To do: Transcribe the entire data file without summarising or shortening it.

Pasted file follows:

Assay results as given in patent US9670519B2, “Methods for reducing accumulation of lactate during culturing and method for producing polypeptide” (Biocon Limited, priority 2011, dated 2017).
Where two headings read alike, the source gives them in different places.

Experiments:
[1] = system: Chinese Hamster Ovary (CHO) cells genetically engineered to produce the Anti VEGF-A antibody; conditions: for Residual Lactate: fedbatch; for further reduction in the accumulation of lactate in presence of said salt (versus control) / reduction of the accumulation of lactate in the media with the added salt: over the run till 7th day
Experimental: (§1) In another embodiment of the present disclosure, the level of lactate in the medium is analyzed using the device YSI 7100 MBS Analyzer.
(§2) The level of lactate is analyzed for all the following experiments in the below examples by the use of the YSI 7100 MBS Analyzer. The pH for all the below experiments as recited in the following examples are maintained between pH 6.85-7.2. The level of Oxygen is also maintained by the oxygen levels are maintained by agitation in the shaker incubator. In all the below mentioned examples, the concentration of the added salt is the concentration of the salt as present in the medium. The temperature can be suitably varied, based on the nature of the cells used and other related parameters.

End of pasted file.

Assay results as given in patent US9670519B2, “Methods for reducing accumulation of lactate during culturing and method for producing polypeptide” (Biocon Limited, priority 2011, dated 2017).
Where two headings read alike, the source gives them in different places.

Experiments:
[1] = system: Chinese Hamster Ovary (CHO) cells genetically engineered to produce the Anti VEGF-A antibody; conditions: for Residual Lactate: fedbatch; for further reduction in the accumulation of lactate in presence of said salt (versus control) / reduction of the accumulation of lactate in the media with the added salt: over the run till 7th day
Experimental: (§1) In another embodiment of the present disclosure, the level of lactate in the medium is analyzed using the device YSI 7100 MBS Analyzer.
(§2) The level of lactate is analyzed for all the following experiments in the below examples by the use of the YSI 7100 MBS Analyzer. The pH for all the below experiments as recited in the following examples are maintained between pH 6.85-7.2. The level of Oxygen is also maintained by the oxygen levels are maintained by agitation in the shaker incubator. In all the below mentioned examples, the concentration of the added salt is the concentration of the salt as present in the medium. The temperature can be suitably varied, based on the nature of the cells used and other related parameters.